A Bear in my Toolbox – By @rubyq
By Ruby Quince
A Bear in my Toolbox
The first time I was made to do yoga I had the most intense headache and then I slept for what felt like a week. Apparently, you open up nooks and crannies of your body and then pent-up toxins are released; hence the headache. Ten days into SCA and it’s apparent that something similar has happened to my brain. Previously dormant muscles have been stirred into action and there’s a sort of “oh, I haven’t felt that in a while” mixed with a “my brain hurts”.
New behaviours are part of the deal with SCA, and, while I can’t quite work out what’s happening in my noggin, I realise there are a bunch of new tools in my toolbox to deal with the changes. A bunch of them are useful tools for rustling up ideas, including the Divergent Thinking tools we worked on today, the lovely story techniques and methodologies like the SUCCES approach from Made to Stick. But I’ve noticed that the home screen of my phone has changed quite a bit since last month.
Gone is Outlook and management tools from work. Slack really should be a bigger feature but it’s largely dormant because the crew haven’t really adopted it. Contrary too all the research we used to read about millennials, Facebook – FB messenger in particular – has been where the action is. Of course, it’s ill-suited for capturing useful bits of information and plans for coursework are scattered within conversations of how to make Whetherspoons smell less like piss and 2am questions as to which floor of the club they’re in. I read these from the comfort of my sofa. Smaller group work happens on Whatsapp, email is used occasionally for docs and Google Drive is our Mecca.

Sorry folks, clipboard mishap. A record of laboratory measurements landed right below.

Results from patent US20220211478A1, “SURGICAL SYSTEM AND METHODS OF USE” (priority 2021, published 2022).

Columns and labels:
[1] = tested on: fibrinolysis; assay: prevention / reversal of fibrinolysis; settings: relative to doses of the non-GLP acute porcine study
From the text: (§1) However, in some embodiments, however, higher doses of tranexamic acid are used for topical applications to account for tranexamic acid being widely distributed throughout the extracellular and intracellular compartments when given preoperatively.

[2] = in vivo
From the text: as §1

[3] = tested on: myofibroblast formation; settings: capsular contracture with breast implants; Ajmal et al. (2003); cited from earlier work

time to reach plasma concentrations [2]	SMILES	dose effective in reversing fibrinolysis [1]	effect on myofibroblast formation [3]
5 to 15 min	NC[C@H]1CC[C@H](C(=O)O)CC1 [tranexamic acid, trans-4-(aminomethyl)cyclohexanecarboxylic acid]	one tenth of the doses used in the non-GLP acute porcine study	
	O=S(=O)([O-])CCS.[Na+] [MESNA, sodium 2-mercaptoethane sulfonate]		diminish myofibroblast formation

Gratitude Garden has been a surprise hit: I thought it was going to be a load of guff, but it really does have an impact on your outlook and I’ve rather enjoyed feeding it. I still refuse to tend to a virtual garden though.
But the app that has really bloomed is Bear. I’ve fallen in love. A note-taking app that clusters content using embedded tags, shares notes across all devices, like Evernote, but the satisfyingly clean, warm texture and attractive font palette somehow makes writing a joy. I’m writing this in Word because I want to have my Bear notes as reference, and it feels cold and shouty. I’m done with Cambria (Body). No more scraps of paper and rifling through notebooks with scribbles I can’t read. $1.49 a month feels like a snip to have my shit organizized.